Date of Award
Electrical and Computer Engineering
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Insu cient and low quality sleep is related to several health issues and social outcomes. Regular sleep study conducted in a sleep laboratory is impractical and expensive. As a result, miniature and non-invasive sleep monitoring devices provide an accessible sleep data. Though not as accurate as polysomnography, these devices provide useful data to the subject by tracking sleep patterns regularly. On the other hand, proactive improvement of sleep quality has been limited to pharmacological solutions and cranial electrotherapy stimulation. An alternative approach and a potential solution to sleep deprivation is a non-pharmacological technique which involves the application of micro-current electrical stimulation on the palm during Slow Wave Sleep (SWS). This thesis presents the development of a miniature device for SWS detection and electrocutaneous stimulation. Several sensors are embedded in the prototype device to measure physiological data such as body movement, electrodermal activity, heart rate, and skin and ambient temperature. Furthermore, the prototype device provides local storage and wireless transfer for data acquisition. The quality of the sensor data during sleep are discussed in this thesis. For future work, the results of this thesis shall be the used as a baseline to develop a more re ned prototype for clinical trials in sleep laboratories.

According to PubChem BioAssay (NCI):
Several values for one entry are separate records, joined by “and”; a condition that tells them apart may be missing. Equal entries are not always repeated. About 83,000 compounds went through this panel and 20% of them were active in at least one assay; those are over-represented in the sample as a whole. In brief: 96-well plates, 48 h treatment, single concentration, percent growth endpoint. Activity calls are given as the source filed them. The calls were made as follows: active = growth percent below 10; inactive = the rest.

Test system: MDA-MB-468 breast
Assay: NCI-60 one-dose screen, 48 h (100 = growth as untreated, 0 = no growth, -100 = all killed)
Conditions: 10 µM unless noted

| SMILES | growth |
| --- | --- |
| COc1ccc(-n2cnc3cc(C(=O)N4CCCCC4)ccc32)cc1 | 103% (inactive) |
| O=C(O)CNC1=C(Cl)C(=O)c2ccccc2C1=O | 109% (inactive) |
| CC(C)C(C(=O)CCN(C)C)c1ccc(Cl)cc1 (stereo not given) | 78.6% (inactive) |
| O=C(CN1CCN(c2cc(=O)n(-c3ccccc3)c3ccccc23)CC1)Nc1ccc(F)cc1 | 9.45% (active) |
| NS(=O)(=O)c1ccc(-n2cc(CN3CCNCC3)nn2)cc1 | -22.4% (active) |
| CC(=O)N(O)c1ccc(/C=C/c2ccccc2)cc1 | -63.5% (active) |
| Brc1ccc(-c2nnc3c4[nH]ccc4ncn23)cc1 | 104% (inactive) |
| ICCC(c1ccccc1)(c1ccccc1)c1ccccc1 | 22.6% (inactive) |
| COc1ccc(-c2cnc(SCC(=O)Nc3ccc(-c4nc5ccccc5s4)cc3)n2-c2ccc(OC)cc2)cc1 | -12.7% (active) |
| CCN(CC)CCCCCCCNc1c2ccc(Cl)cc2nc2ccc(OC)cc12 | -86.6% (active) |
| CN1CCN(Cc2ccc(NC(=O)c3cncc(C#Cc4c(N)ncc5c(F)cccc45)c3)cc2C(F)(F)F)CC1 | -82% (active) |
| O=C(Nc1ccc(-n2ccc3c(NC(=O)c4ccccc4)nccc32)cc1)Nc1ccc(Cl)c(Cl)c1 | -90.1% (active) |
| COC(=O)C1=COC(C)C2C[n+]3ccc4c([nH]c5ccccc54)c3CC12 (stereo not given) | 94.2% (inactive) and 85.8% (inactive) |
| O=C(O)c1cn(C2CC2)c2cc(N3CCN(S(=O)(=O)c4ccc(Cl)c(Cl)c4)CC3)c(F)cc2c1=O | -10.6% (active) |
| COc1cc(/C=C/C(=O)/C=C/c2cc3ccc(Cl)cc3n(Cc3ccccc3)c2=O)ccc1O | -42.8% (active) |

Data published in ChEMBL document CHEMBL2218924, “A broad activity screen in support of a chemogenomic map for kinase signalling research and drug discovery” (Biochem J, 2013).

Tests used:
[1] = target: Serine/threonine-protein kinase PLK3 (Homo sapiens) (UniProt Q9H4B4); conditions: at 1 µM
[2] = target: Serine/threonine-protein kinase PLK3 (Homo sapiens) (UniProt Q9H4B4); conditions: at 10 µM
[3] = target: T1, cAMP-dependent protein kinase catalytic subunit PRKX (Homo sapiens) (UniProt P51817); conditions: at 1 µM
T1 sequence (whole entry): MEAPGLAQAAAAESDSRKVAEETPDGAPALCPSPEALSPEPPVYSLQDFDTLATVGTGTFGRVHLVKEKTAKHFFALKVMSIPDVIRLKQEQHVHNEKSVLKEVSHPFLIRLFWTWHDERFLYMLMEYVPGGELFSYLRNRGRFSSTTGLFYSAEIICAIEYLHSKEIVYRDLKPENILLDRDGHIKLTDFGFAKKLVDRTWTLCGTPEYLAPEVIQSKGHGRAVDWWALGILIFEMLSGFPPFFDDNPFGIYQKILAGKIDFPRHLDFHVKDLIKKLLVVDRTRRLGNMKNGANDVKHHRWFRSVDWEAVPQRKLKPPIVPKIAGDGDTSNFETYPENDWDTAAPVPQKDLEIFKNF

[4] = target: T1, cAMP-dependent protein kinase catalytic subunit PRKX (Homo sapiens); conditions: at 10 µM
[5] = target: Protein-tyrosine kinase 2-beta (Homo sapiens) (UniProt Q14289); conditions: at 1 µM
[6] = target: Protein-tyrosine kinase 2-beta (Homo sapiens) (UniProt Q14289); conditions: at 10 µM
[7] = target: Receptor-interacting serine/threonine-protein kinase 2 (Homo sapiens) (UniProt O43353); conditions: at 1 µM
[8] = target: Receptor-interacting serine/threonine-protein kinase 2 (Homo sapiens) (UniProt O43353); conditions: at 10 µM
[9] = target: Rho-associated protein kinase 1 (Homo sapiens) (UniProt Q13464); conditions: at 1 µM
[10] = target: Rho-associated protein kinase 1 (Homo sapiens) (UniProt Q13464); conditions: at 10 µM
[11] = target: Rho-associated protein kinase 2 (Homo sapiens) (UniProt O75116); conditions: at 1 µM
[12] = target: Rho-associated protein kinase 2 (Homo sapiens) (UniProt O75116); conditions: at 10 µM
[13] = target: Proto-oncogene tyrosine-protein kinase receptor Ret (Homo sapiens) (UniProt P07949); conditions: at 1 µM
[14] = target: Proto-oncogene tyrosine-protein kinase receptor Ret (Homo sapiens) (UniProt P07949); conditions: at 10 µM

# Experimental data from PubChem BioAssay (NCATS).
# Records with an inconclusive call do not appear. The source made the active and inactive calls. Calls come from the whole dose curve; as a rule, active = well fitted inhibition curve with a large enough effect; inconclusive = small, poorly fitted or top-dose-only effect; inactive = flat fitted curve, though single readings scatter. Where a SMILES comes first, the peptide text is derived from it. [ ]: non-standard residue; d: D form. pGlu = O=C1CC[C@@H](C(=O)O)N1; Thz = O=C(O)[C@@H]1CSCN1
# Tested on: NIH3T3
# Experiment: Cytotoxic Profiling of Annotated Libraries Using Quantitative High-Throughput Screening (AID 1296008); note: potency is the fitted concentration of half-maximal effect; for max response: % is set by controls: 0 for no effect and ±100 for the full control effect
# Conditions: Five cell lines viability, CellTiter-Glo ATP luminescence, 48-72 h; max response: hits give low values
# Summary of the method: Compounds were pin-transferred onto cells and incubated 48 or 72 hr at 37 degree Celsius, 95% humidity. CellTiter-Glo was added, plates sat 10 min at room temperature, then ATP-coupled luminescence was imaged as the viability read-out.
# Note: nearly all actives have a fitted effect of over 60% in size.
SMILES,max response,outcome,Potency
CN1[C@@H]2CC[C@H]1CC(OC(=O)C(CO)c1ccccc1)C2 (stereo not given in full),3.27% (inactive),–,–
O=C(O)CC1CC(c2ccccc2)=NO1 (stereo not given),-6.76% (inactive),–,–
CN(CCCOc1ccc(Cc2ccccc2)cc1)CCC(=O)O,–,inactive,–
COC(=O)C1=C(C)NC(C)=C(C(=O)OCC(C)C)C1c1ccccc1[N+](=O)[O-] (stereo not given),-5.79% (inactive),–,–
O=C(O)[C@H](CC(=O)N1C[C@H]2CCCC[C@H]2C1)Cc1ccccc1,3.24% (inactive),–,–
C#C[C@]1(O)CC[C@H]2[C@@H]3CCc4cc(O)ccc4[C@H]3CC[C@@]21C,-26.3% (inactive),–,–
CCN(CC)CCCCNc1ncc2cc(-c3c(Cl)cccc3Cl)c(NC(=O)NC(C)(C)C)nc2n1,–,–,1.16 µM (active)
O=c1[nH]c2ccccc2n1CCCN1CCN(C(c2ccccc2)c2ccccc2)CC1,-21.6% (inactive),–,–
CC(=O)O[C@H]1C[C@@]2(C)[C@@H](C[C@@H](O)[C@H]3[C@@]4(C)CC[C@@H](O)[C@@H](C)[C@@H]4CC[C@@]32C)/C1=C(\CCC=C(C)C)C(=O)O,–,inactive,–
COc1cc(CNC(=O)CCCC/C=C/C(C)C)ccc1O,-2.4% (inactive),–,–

Dauz, Francia, "A Multi-Sensor Platform for Microcurrent Skin Stimulation during Slow Wave Sleep" (2017). Electronic Theses and Dissertations. 7246.